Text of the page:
CRISPRi screen uncovers host factors for SARS-CoV-2 infection

SARS-CoV-2, image: NIH

At the onset of the pandemic, Kampmann lab members Ruilin Tian, Avi Samelson, Xiaoyan Guo, Merissa Chen and Gokul Ramadoss decided that they wanted to leverage the lab's CRISPR-based screening platform to uncover host factors for SARS-CoV-2 infection, which are potential therapeutic targets for COVID-19.

We found that inhibition of BRD2 reduces levels of ACE2, the receptor for SARS-CoV2 on the surface of human cells. In collaboration with the Vignuzzi and Chakrabarti labs at the Institut Pasteur and the TenOever lab at NYU, we found that inhibition of BRD2 using drugs currently in clinical trials for cancer blocks SARS-CoV2 infection in human primary nasal epithelial cells and in a hamster model of COVID-19. However we also found that BRD2 inhibition suppresses the host interferon response; therefore, more work is needed to evaluate the therapeutic potential of BRD2 inhibition. Other collaborators included the Wells, Weissman and Conklin labs at UCSF, and Synthego.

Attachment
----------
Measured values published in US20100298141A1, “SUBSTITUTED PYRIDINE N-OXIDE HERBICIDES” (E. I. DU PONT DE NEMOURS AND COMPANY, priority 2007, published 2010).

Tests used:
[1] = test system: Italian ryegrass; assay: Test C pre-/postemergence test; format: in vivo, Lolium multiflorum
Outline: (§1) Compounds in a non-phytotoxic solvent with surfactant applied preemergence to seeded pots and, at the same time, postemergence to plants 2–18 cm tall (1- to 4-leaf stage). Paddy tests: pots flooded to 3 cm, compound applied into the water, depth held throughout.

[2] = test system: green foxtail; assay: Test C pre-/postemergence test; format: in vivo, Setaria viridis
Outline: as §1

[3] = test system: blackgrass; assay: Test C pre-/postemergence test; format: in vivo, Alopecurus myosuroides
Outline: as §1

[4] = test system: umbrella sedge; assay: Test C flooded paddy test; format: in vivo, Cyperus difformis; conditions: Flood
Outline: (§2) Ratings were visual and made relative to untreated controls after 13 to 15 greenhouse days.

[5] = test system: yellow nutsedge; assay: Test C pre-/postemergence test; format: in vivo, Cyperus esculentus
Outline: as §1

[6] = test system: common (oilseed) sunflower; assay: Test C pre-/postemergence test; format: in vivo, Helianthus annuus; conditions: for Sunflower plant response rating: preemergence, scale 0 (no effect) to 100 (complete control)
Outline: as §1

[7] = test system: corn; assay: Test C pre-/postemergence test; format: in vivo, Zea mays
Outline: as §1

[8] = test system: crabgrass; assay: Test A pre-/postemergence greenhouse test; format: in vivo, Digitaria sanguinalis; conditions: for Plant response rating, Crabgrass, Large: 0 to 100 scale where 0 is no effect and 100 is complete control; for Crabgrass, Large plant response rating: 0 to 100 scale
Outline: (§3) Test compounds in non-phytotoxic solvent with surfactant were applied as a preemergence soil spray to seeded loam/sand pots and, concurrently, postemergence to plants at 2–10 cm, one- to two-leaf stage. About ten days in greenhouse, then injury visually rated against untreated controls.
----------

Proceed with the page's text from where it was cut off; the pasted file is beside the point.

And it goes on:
The UCSF press release describing this work is here.

These results were published today in Nature Cell Biology:

Avi J. Samelson, Quang Dinh Tran, Rémy Robinot, Lucia Carrau, Veronica V. Rezelj, Alice Mac Kain, Merissa Chen, Gokul N. Ramadoss, Xiaoyan Guo, Shion A. Lim, Irene Lui, James K. Nuñez, Sarah J. Rockwood, Jianhui Wang, Na Liu, Jared Carlson-Stevermer, Jennifer Oki, Travis Maures, Kevin Holden, Jonathan S. Weissman, James A. Wells, Bruce R. Conklin, Benjamin R. TenOever, Lisa A. Chakrabarti, Marco Vignuzzi, Ruilin Tian* & Martin Kampmann*
BRD2 inhibition blocks SARS-CoV-2 infection by reducing transcription of the host cell receptor ACE2
Nature Cell Biology (2022).

Free access here, bioRxiv preprint here.